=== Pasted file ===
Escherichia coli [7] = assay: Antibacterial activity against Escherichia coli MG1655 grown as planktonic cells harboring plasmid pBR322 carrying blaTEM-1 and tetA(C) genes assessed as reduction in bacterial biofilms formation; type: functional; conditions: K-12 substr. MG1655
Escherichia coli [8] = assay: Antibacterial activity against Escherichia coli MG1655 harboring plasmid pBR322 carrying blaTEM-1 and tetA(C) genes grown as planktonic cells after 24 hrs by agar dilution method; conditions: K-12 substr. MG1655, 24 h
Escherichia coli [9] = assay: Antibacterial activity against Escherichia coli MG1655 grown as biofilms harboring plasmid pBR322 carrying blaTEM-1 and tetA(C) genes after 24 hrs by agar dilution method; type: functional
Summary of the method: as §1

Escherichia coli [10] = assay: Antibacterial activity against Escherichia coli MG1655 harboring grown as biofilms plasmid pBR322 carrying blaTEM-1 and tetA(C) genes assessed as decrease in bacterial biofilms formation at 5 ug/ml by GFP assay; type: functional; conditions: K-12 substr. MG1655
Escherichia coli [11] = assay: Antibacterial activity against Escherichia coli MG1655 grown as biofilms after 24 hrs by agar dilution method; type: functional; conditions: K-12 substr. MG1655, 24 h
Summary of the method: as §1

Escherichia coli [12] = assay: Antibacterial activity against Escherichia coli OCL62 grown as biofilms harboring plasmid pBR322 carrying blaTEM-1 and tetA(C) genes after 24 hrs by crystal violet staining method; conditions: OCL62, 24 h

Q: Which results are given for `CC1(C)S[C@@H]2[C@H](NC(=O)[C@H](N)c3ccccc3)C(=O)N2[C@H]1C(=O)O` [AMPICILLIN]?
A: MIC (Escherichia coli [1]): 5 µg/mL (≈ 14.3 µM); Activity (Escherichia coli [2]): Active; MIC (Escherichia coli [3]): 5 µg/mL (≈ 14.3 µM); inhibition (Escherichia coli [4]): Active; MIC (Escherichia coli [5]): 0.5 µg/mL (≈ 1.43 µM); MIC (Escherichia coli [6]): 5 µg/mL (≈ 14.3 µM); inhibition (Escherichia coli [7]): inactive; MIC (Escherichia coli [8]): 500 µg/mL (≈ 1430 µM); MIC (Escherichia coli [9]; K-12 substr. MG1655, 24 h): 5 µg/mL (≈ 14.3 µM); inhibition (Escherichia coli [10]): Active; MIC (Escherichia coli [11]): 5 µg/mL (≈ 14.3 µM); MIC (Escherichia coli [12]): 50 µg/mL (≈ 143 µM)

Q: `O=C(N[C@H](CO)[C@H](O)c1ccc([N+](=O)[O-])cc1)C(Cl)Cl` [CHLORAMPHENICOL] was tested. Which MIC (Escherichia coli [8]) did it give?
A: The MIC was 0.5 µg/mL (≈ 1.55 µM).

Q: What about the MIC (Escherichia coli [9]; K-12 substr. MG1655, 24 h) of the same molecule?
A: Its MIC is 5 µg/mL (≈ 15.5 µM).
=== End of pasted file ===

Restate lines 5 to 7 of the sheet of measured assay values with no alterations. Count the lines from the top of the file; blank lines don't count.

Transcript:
Escherichia coli [10] = assay: Antibacterial activity against Escherichia coli MG1655 harboring grown as biofilms plasmid pBR322 carrying blaTEM-1 and tetA(C) genes assessed as decrease in bacterial biofilms formation at 5 ug/ml by GFP assay; type: functional; conditions: K-12 substr. MG1655
Escherichia coli [11] = assay: Antibacterial activity against Escherichia coli MG1655 grown as biofilms after 24 hrs by agar dilution method; type: functional; conditions: K-12 substr. MG1655, 24 h
Summary of the method: as §1